The Most (and Least) Valuable States

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31. Kentucky
> Value of land per acre:
$7,209
> Total value: $183 billion (15th lowest)
> Total acres: 25.4 million (14th lowest)
> Percent land mass rural: 96.4% (24th lowest)

More than 55% of Kentucky’s 25.4 million acres is farmland, slightly more than the 47% of the agricultural land in the lower 48 states. Agricultural land accounted for nearly 21.3% of the state’s overall value, the fifth highest share among states reviewed. However, the state is still valued at just $183 billion, 15th lowest in the continental U.S.

32. Arkansas
> Value of land per acre:
$6,739
> Total value: $224 billion (18th lowest)
> Total acres: 33.2 million (23rd lowest)
> Percent land mass rural: 97.9% (18th highest)

As with many states in the middle of the country, a large share of land in Arkansas is agricultural. As of 2009, 41.6% of land in the state is designated for agricultural purposes, and it contributed 15.5% to Arkansas’ total state valuation of $224 billion. The average state acre is worth just $6,739, the 32nd highest in the contiguous United States. Real estate prices can reflect the overall value of land in a state. Arkansas’ median home value of $112,500 is the third lowest in the country.

33. Iowa
> Value of land per acre:
$6,590
> Total value: $235 billion (19th lowest)
> Total acres: 35.7 million (22nd highest)
> Percent land mass rural: 98.3% (15th highest)

An average acre of land in Iowa is worth roughly $6,600, almost half the comparable figure in the lower 48 states. A low acreage valuation is likely due to the large share of Iowa’s land devoted to agriculture. More than 86% of the state’s land is classified as agricultural, the fifth highest share. Agricultural land accounted for more than half of Iowa’s total value.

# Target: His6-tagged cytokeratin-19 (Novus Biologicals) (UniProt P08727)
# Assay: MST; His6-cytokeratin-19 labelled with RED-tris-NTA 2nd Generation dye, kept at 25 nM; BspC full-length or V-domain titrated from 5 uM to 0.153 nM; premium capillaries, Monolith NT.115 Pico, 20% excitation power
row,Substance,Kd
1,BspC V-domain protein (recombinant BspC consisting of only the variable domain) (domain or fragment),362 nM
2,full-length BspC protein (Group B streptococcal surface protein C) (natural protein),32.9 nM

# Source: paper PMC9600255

34. Oregon
> Value of land per acre:
$6,503
> Total value: $400 billion (18th highest)
> Total acres: 61.5 million (9th highest)
> Percent land mass rural: 98.9% (10th highest)

Nearly 55% of land in Oregon is owned by the federal government, the fourth highest percentage in the country. That share of land accounted for 28.9% of Oregon’s total value, also one of the highest among states reviewed. However, an average acre of land in Oregon is valued at just $6,500, approximately half the value of an average acre in the contiguous U.S. The majority of states with relatively low-valued land per acre tend to be larger, more rural states. Oregon is the ninth largest state in the contiguous U.S. by area, and 98.85% of the state’s total acreage is rural, the 10th highest proportion in the country.

35. Colorado
> Value of land per acre:
$6,462
> Total value: $429 billion (16th highest)
> Total acres: 66.4 million (7th highest)
> Percent land mass rural: 98.5% (13th highest)

Like many states in the Western U.S., Colorado is less developed, and much more of its land is owned by the federal government, both factors which tend to result in lower land valuation. As little as 2.8% of Colorado’s land is developed, roughly half the 5.8% proportion in lower 48 states. Additionally, nearly 40% of the state’s 66.4 million acres are owned by the federal government, the eighth highest share in the lower 48 states.